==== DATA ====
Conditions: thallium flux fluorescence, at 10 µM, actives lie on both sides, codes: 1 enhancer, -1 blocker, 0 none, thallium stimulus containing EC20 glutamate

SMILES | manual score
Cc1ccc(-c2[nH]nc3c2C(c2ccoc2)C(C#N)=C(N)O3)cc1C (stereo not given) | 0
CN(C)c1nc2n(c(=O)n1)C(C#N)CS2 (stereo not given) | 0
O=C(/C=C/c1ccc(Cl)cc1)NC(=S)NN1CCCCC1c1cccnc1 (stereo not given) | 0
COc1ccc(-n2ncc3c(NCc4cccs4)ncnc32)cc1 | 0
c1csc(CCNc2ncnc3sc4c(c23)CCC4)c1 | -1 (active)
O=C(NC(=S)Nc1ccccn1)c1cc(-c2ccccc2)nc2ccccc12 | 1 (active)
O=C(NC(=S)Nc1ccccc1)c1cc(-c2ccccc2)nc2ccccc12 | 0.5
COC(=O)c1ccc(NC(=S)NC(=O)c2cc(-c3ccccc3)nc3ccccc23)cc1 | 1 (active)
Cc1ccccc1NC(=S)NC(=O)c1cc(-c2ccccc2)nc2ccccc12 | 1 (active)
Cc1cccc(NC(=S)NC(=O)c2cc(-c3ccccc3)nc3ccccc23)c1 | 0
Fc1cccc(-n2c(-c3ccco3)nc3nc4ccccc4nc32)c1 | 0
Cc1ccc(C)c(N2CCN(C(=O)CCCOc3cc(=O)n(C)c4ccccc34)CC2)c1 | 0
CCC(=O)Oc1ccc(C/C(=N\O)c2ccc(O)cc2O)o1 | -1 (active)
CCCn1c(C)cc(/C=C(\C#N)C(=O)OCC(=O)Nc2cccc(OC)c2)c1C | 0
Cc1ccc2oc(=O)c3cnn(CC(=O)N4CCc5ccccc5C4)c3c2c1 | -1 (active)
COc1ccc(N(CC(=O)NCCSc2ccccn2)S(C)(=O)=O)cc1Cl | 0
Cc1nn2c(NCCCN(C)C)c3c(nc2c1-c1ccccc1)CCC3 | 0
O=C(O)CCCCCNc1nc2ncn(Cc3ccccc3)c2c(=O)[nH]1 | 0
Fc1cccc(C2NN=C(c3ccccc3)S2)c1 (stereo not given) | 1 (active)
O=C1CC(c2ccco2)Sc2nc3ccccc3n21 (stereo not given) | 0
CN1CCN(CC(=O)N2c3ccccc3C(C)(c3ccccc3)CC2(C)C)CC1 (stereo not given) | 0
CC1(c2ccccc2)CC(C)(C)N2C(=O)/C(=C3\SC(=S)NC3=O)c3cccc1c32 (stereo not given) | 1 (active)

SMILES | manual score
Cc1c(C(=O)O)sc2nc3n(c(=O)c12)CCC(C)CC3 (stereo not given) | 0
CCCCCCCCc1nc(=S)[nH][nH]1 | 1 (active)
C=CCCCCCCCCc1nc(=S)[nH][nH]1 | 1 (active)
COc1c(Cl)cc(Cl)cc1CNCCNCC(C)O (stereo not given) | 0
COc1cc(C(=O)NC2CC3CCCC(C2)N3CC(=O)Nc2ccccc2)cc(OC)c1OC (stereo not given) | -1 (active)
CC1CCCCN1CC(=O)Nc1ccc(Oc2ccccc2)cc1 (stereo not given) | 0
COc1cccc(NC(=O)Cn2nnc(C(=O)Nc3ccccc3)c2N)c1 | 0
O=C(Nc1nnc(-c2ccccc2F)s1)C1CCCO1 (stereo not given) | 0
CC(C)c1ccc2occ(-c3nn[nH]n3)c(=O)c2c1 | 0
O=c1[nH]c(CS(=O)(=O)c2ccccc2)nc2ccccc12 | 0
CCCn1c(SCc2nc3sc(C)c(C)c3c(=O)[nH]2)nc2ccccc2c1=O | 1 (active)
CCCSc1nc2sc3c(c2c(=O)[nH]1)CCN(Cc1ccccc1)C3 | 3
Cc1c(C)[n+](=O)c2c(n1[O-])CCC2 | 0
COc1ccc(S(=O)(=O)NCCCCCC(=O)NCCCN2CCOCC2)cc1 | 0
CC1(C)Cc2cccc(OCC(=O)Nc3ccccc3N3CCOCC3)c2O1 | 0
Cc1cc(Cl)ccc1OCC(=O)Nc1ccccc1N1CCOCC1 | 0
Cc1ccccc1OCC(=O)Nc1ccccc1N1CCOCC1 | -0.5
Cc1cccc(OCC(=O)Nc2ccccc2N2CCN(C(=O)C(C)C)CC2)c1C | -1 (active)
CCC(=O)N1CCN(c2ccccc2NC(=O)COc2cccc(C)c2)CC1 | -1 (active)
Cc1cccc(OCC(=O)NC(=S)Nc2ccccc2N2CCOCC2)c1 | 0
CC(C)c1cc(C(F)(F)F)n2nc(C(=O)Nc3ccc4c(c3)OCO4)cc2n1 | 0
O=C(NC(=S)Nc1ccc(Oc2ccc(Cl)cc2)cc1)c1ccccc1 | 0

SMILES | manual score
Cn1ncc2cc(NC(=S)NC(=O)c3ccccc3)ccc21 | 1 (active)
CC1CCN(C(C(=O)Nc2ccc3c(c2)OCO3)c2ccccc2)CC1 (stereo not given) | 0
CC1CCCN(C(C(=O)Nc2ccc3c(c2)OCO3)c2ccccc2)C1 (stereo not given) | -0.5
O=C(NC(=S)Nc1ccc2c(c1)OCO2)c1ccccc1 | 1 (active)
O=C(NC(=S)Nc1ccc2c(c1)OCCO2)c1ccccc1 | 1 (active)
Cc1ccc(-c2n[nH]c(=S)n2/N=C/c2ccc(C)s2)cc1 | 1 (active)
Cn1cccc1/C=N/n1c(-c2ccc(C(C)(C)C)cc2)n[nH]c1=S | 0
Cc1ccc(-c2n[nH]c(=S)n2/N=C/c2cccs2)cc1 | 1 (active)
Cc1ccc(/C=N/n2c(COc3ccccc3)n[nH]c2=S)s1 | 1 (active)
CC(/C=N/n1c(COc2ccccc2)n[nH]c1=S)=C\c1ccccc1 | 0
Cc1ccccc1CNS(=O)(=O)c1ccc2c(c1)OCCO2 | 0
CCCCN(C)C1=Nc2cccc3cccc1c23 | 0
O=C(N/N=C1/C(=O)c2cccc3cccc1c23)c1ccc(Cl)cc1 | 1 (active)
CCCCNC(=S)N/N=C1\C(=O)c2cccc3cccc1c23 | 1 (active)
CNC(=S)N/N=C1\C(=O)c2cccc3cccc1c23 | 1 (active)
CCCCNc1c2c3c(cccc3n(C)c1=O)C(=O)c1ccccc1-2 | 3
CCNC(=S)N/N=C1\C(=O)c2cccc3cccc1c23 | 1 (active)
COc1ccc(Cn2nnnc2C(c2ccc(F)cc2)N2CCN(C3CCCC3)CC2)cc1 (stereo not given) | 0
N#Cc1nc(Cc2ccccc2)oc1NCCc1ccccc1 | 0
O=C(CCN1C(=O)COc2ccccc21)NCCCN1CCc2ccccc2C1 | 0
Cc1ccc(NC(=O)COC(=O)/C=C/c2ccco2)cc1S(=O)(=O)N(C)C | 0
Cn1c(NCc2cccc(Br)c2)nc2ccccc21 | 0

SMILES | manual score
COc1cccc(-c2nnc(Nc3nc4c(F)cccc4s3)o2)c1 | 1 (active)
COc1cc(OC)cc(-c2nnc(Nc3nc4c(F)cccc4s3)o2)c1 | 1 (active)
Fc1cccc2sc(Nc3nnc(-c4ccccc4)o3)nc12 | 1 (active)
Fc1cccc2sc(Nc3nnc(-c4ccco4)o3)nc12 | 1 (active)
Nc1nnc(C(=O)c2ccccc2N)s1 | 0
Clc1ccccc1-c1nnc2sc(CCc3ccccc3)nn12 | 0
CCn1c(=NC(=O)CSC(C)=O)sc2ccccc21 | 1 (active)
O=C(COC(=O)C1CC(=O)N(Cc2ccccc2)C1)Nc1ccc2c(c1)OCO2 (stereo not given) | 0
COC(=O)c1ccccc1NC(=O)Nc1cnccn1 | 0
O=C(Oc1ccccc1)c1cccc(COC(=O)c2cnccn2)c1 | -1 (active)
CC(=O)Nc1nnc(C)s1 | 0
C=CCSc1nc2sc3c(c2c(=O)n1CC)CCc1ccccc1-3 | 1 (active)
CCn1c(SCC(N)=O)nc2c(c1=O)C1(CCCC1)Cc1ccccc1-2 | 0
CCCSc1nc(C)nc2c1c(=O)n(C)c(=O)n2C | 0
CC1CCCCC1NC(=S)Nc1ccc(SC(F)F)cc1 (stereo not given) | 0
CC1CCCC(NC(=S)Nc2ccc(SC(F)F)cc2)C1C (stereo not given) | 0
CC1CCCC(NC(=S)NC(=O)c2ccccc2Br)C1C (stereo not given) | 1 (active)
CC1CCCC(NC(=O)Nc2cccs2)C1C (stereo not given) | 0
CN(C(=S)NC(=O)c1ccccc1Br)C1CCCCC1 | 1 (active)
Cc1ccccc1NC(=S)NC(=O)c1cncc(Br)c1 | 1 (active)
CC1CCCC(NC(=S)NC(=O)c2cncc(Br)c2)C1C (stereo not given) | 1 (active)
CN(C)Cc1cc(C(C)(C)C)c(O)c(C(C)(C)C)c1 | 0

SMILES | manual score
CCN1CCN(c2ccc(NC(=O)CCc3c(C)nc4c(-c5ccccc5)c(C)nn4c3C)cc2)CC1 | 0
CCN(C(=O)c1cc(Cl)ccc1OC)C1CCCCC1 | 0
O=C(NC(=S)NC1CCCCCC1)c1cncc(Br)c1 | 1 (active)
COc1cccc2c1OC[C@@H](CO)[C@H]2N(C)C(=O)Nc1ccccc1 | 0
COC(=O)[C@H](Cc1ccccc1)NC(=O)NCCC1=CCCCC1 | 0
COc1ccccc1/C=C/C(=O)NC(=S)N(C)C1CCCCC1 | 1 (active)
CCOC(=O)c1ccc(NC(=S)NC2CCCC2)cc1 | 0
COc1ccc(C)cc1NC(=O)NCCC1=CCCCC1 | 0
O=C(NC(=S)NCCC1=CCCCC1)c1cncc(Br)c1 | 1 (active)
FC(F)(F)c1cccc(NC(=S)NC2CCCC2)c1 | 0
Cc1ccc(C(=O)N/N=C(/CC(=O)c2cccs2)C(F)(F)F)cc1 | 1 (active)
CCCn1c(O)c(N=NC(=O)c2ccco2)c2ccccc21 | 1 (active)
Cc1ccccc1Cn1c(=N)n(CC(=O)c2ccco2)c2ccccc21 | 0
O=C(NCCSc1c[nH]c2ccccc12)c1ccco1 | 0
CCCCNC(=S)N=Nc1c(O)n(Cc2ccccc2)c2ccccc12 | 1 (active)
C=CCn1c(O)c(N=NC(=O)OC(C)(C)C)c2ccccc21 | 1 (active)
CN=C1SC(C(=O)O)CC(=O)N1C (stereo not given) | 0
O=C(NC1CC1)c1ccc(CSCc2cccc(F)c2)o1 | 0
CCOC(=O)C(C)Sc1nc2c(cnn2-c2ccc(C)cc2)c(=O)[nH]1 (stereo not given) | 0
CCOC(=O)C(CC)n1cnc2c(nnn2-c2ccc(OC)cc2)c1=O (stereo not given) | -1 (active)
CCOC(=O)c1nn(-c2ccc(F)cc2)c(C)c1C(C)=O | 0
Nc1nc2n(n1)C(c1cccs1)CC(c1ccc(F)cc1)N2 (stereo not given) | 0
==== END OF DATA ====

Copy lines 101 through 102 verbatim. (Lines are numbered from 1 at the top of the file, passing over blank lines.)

CCOC(=O)c1ccc(NC(=S)NC2CCCC2)cc1 | 0
COc1ccc(C)cc1NC(=O)NCCC1=CCCCC1 | 0